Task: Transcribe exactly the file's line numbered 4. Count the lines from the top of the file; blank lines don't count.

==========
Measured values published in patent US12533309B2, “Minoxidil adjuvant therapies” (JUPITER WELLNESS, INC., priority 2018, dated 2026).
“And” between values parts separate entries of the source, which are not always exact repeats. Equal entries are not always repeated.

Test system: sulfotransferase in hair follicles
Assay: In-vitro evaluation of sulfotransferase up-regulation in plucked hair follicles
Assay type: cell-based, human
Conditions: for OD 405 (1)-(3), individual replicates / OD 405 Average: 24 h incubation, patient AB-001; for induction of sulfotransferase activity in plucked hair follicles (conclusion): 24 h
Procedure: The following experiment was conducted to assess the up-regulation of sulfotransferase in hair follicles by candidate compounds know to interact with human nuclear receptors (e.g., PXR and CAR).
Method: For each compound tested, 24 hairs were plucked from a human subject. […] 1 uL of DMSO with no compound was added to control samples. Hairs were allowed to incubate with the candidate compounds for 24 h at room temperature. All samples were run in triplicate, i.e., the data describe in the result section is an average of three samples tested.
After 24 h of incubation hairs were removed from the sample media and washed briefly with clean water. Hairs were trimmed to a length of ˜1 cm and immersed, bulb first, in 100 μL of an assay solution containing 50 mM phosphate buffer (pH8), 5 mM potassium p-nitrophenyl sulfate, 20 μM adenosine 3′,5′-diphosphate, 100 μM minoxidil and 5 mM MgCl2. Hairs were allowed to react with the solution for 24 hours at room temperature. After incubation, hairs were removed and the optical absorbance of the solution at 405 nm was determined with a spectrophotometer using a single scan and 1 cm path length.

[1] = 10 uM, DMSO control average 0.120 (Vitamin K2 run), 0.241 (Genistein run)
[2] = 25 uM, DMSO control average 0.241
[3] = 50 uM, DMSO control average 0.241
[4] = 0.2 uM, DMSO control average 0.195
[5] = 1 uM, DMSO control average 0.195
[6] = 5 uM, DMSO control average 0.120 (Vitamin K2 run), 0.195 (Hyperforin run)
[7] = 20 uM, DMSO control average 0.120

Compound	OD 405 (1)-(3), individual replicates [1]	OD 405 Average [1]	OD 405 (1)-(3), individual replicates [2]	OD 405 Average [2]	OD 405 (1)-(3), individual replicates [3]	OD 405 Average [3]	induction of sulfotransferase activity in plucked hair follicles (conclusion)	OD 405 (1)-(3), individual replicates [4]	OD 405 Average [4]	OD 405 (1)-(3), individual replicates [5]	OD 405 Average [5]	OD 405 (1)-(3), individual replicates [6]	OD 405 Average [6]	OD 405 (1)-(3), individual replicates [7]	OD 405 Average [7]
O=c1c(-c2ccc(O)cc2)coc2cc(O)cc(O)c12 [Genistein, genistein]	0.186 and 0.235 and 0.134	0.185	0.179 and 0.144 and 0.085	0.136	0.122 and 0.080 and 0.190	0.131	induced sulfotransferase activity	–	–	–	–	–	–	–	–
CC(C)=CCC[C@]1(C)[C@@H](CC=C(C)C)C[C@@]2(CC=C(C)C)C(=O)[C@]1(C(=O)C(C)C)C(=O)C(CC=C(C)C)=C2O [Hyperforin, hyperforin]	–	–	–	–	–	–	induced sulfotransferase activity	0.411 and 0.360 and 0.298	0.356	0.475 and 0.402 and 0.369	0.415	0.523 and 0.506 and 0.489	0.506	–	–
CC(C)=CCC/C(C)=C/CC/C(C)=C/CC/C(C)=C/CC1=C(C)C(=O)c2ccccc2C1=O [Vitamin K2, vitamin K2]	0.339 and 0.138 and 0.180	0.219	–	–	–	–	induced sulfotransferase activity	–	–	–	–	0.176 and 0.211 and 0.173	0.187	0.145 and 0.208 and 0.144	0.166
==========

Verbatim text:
Assay: In-vitro evaluation of sulfotransferase up-regulation in plucked hair follicles